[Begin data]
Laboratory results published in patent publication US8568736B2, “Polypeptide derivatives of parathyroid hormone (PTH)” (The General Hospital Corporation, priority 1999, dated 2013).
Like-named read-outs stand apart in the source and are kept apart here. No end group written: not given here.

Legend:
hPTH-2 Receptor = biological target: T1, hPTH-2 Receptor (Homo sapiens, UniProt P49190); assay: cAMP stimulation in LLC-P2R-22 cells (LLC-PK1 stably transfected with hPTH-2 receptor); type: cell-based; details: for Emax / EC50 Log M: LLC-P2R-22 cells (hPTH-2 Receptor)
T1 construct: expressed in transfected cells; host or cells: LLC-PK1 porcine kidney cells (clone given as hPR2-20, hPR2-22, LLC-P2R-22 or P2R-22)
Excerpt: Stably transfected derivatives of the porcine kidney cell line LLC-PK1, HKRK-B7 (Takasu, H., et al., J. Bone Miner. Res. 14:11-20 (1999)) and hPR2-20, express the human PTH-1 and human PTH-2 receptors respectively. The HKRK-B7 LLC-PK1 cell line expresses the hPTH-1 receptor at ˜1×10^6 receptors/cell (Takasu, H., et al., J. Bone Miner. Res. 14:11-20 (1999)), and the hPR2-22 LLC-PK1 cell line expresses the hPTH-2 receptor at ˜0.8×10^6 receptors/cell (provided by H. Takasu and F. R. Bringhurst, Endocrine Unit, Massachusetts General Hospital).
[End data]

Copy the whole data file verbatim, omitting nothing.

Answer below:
Laboratory results published in patent publication US8568736B2, “Polypeptide derivatives of parathyroid hormone (PTH)” (The General Hospital Corporation, priority 1999, dated 2013).
Like-named read-outs stand apart in the source and are kept apart here. No end group written: not given here.

Legend:
hPTH-2 Receptor = biological target: T1, hPTH-2 Receptor (Homo sapiens, UniProt P49190); assay: cAMP stimulation in LLC-P2R-22 cells (LLC-PK1 stably transfected with hPTH-2 receptor); type: cell-based; details: for Emax / EC50 Log M: LLC-P2R-22 cells (hPTH-2 Receptor)
T1 construct: expressed in transfected cells; host or cells: LLC-PK1 porcine kidney cells (clone given as hPR2-20, hPR2-22, LLC-P2R-22 or P2R-22)
Excerpt: Stably transfected derivatives of the porcine kidney cell line LLC-PK1, HKRK-B7 (Takasu, H., et al., J. Bone Miner. Res. 14:11-20 (1999)) and hPR2-20, express the human PTH-1 and human PTH-2 receptors respectively. The HKRK-B7 LLC-PK1 cell line expresses the hPTH-1 receptor at ˜1×10^6 receptors/cell (Takasu, H., et al., J. Bone Miner. Res. 14:11-20 (1999)), and the hPR2-22 LLC-PK1 cell line expresses the hPTH-2 receptor at ˜0.8×10^6 receptors/cell (provided by H. Takasu and F. R. Bringhurst, Endocrine Unit, Massachusetts General Hospital).